Are Country Veterinarians Becoming An Endangered Species?
Across the U.S., a growing number of rural communities are facing a growing veterinarian shortage, that is expected to worsen in coming years. These regions are in need of veterinarians that specialize in livestock animals and public practice.
To combat this growing problem, the American Veterinary Medical Association is trying to encourage more veterinarians to practice in underserved areas with the help of the Veterinary Medicine Loan Repayment Program, which provides selected food animal and public health veterinarians up to $75,000 in loan repayment in exchange for serving at least three years in a federally-designated shortage area.
County Lines Producer Renee Wilde rides along with a country veterinarian to talk about that shortage.
I’m sitting in the passenger seat of the pick-up truck that serves as the mobile office for Veterinarian Dr. Scott Hosket, who's on a routine farm call to castrate a calf.
"I graduated from Ohio State, College of Veterinary Medicine, in 1978," he says. "And then I went to Wisconsin. Well, I was up there from ‘78 to ‘81 and then I moved back here to Ohio."
Dr. Hosket is considered a mixed-animal practice vet, which means that he divides his time between treating small animals like dogs and cats in his clinic, and traveling between farms, like this afternoon, to treat large animals ranging from horses, cows, goats, pigs and llamas.
"So typically it’s small animal surgery from 8 a.m. to 10 a.m., and then I like to leave space open for large animal, but I’ll have small animals 11 a.m. to noon, and then in the afternoon I’ll have two- three hours of large animal and two hours of small. So I try to finish up at six o’clock, but invariably I end up getting called out after six ."
We get to the first farm, and Dr. Hosket opens the covered truck bed, gathering up everything he needs for the procedure. Most of the equipment is easily recognizable; syringes, bandages, stethoscope. But there’s a whole pile of specialty large animal tools that look more like something you might find in a hardware store.
When we enter the barn for that castration procedure, the steer is tightly enclosed in a metal holding pen so that he can’t move around and hurt himself, or us. The soon-to-be former steer surges against the pen as, Dr. Hosket works with the efficiency of a man who’s been doing this for the past 40 years. The entire procedure takes less than 10 minutes, and we’re back in the truck, and on to the next farm call.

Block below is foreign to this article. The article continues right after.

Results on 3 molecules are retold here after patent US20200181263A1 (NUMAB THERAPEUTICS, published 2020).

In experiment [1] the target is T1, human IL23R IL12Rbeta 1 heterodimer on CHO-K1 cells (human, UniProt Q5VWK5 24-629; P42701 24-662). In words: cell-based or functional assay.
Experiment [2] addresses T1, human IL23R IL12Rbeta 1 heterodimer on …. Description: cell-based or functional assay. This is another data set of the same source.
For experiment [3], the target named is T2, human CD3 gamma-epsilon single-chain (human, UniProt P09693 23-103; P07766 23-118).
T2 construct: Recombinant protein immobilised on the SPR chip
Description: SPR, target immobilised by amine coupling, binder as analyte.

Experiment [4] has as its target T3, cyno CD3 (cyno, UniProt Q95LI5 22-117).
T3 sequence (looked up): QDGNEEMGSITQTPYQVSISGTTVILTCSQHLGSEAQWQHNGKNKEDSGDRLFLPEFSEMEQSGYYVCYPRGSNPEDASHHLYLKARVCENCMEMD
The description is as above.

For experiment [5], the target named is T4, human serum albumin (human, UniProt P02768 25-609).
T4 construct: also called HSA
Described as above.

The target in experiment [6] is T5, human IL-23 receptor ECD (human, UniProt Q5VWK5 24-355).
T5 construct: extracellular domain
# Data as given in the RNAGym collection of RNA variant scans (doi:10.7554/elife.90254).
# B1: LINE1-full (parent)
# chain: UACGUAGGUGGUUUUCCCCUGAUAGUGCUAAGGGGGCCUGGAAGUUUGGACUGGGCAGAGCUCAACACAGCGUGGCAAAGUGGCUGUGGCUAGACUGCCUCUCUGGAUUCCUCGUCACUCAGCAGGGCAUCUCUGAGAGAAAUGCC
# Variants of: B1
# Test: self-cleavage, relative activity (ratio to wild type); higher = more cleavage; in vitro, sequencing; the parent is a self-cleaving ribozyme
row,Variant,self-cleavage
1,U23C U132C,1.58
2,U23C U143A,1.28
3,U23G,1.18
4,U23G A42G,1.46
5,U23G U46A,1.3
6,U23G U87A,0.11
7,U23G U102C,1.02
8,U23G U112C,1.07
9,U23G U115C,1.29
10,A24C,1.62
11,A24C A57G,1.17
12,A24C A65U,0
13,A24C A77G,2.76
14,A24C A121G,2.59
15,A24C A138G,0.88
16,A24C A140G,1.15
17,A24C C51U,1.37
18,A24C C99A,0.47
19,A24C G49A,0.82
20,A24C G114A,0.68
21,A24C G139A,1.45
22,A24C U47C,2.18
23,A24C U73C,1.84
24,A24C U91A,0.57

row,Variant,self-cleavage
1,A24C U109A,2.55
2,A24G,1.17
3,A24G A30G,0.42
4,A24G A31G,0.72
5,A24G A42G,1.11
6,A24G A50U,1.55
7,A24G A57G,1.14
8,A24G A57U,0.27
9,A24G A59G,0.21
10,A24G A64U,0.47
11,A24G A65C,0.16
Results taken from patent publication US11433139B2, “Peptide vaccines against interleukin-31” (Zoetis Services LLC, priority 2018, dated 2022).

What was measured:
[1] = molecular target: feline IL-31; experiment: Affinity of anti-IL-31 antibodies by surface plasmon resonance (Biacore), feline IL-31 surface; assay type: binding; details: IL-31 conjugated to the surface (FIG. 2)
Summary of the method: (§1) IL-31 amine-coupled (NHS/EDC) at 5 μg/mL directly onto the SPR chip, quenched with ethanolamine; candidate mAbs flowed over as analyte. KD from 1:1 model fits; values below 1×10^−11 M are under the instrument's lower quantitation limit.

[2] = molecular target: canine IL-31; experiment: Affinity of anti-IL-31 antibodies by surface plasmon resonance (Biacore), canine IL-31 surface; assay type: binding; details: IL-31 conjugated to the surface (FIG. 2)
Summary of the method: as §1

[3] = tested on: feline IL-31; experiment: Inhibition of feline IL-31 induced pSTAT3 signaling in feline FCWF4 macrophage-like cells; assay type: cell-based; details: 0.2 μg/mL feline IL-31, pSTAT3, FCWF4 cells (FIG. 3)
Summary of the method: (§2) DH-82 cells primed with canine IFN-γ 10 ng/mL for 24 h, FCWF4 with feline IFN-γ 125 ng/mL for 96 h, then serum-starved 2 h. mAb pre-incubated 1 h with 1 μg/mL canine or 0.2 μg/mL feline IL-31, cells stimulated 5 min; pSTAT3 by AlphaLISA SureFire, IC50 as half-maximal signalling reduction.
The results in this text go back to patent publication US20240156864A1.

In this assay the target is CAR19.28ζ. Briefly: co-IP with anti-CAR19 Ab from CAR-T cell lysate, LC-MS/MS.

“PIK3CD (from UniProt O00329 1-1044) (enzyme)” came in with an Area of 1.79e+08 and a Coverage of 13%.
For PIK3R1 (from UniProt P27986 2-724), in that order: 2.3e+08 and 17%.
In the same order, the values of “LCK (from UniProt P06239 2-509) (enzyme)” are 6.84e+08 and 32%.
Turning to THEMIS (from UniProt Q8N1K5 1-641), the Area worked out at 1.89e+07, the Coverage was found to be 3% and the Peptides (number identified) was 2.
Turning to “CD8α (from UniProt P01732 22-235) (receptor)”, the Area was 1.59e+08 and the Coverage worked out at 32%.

In addition to these scheduled farm visits, Dr. Hosket also does emergency calls for large animals, which typically happen after office hours, especially during the winter months when most livestock are having their babies.
"I mean at one time, from January to March, I spent 13 hours a day, I didn’t even eat dinner with my family for, I think it was one hundred and ten days," he says. "There’s some nights, about once a month, every couple months, I’m so exhausted, that at eleven o’clock, I just turn my phone off."
That's one of the reasons that new veterinarians don’t want to go into a large animal practice.
"There is a shortage of large animal vets, that’s what I tell people, there’s a shortage at two o’clock in the morning," says Dr. Hosket. "Some of them do not want to work over 40 hours a week. They don’t want to do emergencies. Plus they’re coming out with $160,000 debt."
In Ohio, twenty nine counties located in the southern parts of the state are feeling the vet shortage, and nine of those counties have no veterinarian practices.
We arrive at our second farm call to treat a pet goat named Jackson.
"It’s been about nine years since you were here," says Jackson's owner Rich. "I’m glad you’re not retired. I don’t know who I would have called, really. A lot of them don’t like to come out anymore."
Dr. Hosket is turning 65 this year, but he has no intention of retiring anytime soon.
"I do enjoy it still, but, it is getting harder and it’s getting real tiring," he says. "The other night I had a dog that really took a bad turn, wasn’t responding to any treatment, and I actually brought it in the house, it bothered me so much. I only got about two hours sleep. I kept waking up and checking on the dog. It ended up passing away. I think the day comes...if it doesn’t bother me, a pet dying...if it doesn’t bother me that much, then that might be the time. But when the time comes, I’m gonna quit cold turkey. I’ll have a sign on my door 'gone fishing.'"
And when the time does come for him to hang up his “gone fishing” sign, hopefully a new generation will be there to continue his work.
County Lines is WYSO’s new series focusing on small towns and rural communities in the Miami Valley and beyond. Community Voices producer Renee Wilde travels down the highways and back roads to bring WYSO listeners stories of country life that go beyond the stereotypes. County Lines is made possible by a generous grant from Ohio Humanities.